Childhood Memory: Dolls

As a child, I had five dolls, all with soft bodies and china faces.

girl playing with baby doll

Ruth, from Mom and Dad, had big blue eyes, and delicate, apple-blossom cheeks. Doris, whose dark eyes and rosy cheeks reminded me of Aunt Edith, who gave her to me. Bonnie and Betty, not as large, but lovely. Janette, the smallest, completed my collection. I cherished my dolls, but Janette was my constant companion.

A huge willow tree on our country property outside of Darrington, Washington had two sturdy branches that crossed and made a seat. I spent hours snuggled against the tree trunk, reading every book I could get my hands on. Janette slept cuddled in my arms.

The first heavy snow of the season put an end to my tree-sitting.  Janette went missing. Dad, Mom, my two brother and I searched everywhere: beneath the willow, throughout the house, and in the garden. The snow deepened, stopping our outside search.  I cried bitter tears. What kind of mother lost her youngest child?

Weeks grew into months. I mourned the loss of Janette. At last, warm spring winds melted the snow. One day my little brother raced into the house. He held up a bedraggled object and shouted, “Look, everyone. I found her in the garden!”

I stared in horror. Could this be Janette? The back of her head had come apart. Her china face was cracked from lying under the snow. Her eyes had sunk into her broken head. “Oh, Janette, I am so sorry!” I cried, holding her broken body close.

 

“Let me see,” Dad said. He washed the mud from her painted face and took off her filthy dress. He stuffed Janette’s head with clean cotton, so her eyes went back to their normal position. Mom made her a new dress and a frilly cap to cover the back of her head.

“She isn’t pretty like she was,” my little brother said. “Her face is all cracked.” 

“I don’t care!” I looked at Ruth. At Doris. At Bonnie and Betty, then  back at Janette. “I love her best of all. She needs me the most.”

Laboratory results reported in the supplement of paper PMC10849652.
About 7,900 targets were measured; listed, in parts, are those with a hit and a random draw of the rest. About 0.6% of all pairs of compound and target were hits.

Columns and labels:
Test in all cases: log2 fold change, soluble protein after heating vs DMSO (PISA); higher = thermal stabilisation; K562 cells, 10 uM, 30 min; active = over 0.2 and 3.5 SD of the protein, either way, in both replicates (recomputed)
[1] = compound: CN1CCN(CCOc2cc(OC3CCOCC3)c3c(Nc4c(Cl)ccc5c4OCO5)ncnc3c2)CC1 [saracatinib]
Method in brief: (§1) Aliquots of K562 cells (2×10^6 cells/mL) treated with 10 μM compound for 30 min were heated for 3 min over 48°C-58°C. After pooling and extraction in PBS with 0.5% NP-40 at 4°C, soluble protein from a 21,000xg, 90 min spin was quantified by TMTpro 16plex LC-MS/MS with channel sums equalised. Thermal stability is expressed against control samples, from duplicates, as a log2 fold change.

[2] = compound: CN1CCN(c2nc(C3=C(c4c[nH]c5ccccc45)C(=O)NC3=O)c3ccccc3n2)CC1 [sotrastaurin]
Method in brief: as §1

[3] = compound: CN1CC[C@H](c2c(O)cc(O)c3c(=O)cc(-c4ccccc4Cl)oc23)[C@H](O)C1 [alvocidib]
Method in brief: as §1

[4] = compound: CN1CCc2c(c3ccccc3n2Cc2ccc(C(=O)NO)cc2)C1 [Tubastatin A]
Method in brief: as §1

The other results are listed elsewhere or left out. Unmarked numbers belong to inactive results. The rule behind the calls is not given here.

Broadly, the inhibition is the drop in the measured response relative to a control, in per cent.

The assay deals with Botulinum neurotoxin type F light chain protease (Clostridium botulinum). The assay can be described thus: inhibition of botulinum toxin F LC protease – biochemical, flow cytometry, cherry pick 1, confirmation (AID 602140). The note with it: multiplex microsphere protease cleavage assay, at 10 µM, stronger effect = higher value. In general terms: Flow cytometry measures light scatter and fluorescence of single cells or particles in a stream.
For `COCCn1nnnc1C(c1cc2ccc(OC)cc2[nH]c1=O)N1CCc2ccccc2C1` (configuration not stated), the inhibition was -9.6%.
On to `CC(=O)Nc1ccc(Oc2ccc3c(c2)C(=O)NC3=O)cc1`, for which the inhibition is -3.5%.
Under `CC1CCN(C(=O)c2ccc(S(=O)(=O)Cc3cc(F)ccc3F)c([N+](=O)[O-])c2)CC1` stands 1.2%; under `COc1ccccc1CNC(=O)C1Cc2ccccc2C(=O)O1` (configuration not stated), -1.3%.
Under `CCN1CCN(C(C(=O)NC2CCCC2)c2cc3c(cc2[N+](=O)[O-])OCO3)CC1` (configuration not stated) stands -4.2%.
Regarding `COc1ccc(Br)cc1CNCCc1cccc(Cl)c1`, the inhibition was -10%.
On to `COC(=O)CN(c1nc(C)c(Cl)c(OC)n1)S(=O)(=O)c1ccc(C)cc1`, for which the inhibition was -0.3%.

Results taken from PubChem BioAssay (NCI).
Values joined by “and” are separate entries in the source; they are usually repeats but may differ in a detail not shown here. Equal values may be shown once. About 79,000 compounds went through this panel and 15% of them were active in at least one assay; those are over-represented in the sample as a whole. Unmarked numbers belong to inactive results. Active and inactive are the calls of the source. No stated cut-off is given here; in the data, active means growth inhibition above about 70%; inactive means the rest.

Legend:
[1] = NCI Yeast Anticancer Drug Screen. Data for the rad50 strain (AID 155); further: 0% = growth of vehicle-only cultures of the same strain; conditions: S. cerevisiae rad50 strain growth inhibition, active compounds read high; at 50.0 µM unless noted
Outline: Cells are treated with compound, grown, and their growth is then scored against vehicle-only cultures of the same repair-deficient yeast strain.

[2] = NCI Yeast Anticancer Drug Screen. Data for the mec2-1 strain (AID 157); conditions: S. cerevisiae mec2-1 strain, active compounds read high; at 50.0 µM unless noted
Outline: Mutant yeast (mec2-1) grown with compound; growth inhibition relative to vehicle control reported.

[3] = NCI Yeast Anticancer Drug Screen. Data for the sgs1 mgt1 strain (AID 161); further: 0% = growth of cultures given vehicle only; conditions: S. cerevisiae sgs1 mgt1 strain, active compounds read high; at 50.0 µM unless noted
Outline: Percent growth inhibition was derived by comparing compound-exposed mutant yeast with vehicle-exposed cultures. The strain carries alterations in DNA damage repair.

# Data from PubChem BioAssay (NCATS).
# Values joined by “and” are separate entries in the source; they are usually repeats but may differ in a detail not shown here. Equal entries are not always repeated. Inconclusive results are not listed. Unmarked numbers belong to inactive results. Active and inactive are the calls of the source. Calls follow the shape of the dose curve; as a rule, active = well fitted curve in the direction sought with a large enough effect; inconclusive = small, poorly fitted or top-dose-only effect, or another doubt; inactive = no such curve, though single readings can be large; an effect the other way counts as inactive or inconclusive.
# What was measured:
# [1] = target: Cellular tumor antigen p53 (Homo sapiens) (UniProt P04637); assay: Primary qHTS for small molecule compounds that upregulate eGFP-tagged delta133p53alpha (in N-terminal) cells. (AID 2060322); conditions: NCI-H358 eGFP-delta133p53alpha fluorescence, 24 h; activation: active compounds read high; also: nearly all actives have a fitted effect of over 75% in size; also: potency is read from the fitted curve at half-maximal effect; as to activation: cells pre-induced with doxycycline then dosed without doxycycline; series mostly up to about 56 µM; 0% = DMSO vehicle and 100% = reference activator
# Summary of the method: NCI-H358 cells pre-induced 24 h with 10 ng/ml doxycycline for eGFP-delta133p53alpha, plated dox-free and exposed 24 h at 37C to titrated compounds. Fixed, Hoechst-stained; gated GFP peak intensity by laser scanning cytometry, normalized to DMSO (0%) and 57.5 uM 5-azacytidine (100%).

* * *

Wisdom from the child I once was, who still lives within me, has served me well. There is a special place in my heart for those who need me the most. Jesus said that when we care for “the least of these,” we serve Him. I learned a [ valuable lesson from my broken doll. From a father and mother who painstakingly took the time to restore their grieving daughter’s doll. Most of all, from my Heavenly Father, Whose Son came to seek and save the lost and broken.

There are many hurting persons this Christmas season who desperately need encouragement. The best thing we can do may well be to simply listen and show that we care.  If we can help others as we travel life’s journey, then our living truly will not be in vain. My prayer is for each of us to share our love with those seeking hope and light in this troubled world.

7 thoughts on “Childhood Memory: Dolls

  1. Touching story, Colleen. My sister and I lost our beloved teddy bear one Halloween night, and we were beside ourselves. So, so glad when he was found the next day. What a long wait you had to be reunited with poor broken Janette, but you made the best of it.

    Liked by 1 person

  2. Thanks, gals. I always so appreciate your taking the time to comment. I am so glad Susan set me up, first with Reece’s Ramblings, then moving it to be part of the Colleen’s Creations website.

    Liked by 1 person

  3. Thank you for such a precious memory. I am amazed at your childhood recall. Have a blessed Christmas ❤️🎄

    Sent from my iPhone

    >

    Liked by 1 person

  4. Loved reading that, Colleen.

    On Sunday, December 19, 2021, Colleen’s Creations wrote:

    > Colleen Reece Author posted: “As a child, I had five dolls, all with soft > bodies and china faces. Ruth, from Mom and Dad, had big blue eyes, and > delicate, apple-blossom cheeks. Doris, whose dark eyes and rosy cheeks > reminded me of Aunt Edith, who gave her to me. Bonnie and Bett” >

    Liked by 1 person

Leave a Reply

Fill in your details below or click an icon to log in:

WordPress.com Logo

You are commenting using your WordPress.com account. Log Out /  Change )

Twitter picture

You are commenting using your Twitter account. Log Out /  Change )

Facebook photo

You are commenting using your Facebook account. Log Out /  Change )

Connecting to %s

%d bloggers like this: